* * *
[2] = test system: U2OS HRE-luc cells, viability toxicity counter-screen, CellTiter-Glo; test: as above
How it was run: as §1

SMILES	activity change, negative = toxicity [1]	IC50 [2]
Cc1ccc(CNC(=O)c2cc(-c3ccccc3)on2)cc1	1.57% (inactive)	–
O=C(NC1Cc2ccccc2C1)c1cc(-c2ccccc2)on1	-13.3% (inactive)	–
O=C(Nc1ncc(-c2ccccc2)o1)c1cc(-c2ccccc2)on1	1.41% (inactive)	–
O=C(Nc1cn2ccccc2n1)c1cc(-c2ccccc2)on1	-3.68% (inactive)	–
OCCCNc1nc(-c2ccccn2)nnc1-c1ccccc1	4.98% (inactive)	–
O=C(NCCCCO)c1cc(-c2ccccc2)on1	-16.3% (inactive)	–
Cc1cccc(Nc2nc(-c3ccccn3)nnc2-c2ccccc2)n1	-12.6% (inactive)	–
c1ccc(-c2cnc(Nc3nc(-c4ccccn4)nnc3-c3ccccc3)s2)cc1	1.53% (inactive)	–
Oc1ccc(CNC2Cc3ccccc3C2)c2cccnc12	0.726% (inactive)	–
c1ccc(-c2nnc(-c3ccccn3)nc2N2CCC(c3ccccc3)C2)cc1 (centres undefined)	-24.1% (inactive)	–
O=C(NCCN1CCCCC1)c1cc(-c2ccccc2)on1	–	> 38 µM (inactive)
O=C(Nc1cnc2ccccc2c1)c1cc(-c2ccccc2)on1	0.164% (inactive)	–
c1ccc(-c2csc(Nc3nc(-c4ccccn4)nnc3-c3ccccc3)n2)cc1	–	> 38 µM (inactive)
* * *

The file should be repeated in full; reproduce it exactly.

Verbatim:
[2] = test system: U2OS HRE-luc cells, viability toxicity counter-screen, CellTiter-Glo; test: as above
How it was run: as §1

SMILES	activity change, negative = toxicity [1]	IC50 [2]
Cc1ccc(CNC(=O)c2cc(-c3ccccc3)on2)cc1	1.57% (inactive)	–
O=C(NC1Cc2ccccc2C1)c1cc(-c2ccccc2)on1	-13.3% (inactive)	–
O=C(Nc1ncc(-c2ccccc2)o1)c1cc(-c2ccccc2)on1	1.41% (inactive)	–
O=C(Nc1cn2ccccc2n1)c1cc(-c2ccccc2)on1	-3.68% (inactive)	–
OCCCNc1nc(-c2ccccn2)nnc1-c1ccccc1	4.98% (inactive)	–
O=C(NCCCCO)c1cc(-c2ccccc2)on1	-16.3% (inactive)	–
Cc1cccc(Nc2nc(-c3ccccn3)nnc2-c2ccccc2)n1	-12.6% (inactive)	–
c1ccc(-c2cnc(Nc3nc(-c4ccccn4)nnc3-c3ccccc3)s2)cc1	1.53% (inactive)	–
Oc1ccc(CNC2Cc3ccccc3C2)c2cccnc12	0.726% (inactive)	–
c1ccc(-c2nnc(-c3ccccn3)nc2N2CCC(c3ccccc3)C2)cc1 (centres undefined)	-24.1% (inactive)	–
O=C(NCCN1CCCCC1)c1cc(-c2ccccc2)on1	–	> 38 µM (inactive)
O=C(Nc1cnc2ccccc2c1)c1cc(-c2ccccc2)on1	0.164% (inactive)	–
c1ccc(-c2csc(Nc3nc(-c4ccccn4)nnc3-c3ccccc3)n2)cc1	–	> 38 µM (inactive)